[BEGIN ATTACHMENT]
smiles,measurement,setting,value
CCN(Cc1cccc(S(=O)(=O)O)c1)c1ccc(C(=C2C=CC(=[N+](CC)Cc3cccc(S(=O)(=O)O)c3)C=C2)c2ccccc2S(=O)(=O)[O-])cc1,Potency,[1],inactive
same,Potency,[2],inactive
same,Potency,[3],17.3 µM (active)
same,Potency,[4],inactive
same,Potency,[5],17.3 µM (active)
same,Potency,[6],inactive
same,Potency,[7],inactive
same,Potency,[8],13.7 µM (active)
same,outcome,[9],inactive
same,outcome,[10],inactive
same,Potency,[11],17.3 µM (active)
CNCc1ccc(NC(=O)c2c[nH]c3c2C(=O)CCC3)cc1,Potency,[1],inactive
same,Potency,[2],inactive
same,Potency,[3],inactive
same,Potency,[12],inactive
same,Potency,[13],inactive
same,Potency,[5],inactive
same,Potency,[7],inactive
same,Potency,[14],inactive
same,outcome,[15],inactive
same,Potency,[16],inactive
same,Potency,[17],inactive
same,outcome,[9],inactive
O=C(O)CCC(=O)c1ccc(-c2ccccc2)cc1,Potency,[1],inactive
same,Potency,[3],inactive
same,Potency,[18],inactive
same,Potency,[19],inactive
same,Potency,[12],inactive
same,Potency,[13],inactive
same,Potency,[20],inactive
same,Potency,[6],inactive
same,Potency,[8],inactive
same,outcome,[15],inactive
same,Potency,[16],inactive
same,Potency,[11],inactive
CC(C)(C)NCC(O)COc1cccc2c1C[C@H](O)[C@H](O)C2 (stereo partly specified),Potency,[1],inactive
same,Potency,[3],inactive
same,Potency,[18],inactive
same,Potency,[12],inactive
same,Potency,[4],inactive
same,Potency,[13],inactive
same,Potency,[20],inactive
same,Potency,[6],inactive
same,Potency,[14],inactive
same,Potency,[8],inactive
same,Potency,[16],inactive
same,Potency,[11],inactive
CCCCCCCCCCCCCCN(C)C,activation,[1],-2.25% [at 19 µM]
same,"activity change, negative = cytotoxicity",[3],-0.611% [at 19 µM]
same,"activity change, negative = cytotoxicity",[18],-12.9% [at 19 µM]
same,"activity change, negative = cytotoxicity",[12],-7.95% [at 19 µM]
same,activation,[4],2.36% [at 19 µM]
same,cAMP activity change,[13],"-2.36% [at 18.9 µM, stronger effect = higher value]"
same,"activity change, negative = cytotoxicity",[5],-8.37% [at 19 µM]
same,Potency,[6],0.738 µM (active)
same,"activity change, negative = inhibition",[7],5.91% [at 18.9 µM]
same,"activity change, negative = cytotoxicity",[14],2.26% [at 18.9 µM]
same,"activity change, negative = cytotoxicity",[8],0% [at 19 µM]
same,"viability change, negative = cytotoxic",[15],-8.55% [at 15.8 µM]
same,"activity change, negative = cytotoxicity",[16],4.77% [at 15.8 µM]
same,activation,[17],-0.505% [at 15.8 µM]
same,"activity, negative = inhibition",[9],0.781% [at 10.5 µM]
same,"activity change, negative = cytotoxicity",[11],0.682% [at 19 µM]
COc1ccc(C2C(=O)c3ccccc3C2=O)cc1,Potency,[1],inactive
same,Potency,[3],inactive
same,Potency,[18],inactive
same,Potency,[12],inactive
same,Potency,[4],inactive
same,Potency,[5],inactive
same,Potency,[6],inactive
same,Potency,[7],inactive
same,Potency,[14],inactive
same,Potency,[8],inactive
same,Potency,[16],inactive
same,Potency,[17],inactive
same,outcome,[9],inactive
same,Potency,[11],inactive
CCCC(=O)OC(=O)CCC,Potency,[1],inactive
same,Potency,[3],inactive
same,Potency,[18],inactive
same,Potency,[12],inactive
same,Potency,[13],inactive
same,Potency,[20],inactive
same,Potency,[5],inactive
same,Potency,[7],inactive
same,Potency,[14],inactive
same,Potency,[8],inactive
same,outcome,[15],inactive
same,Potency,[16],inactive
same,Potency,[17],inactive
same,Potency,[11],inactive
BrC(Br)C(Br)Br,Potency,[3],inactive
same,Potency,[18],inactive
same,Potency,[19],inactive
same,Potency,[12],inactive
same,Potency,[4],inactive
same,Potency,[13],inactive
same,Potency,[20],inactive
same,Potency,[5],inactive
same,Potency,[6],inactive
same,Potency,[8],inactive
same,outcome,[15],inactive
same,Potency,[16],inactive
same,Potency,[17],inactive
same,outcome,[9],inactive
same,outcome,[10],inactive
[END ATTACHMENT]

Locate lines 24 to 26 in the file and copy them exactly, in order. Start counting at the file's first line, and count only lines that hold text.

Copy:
same,outcome,[9],inactive
O=C(O)CCC(=O)c1ccc(-c2ccccc2)cc1,Potency,[1],inactive
same,Potency,[3],inactive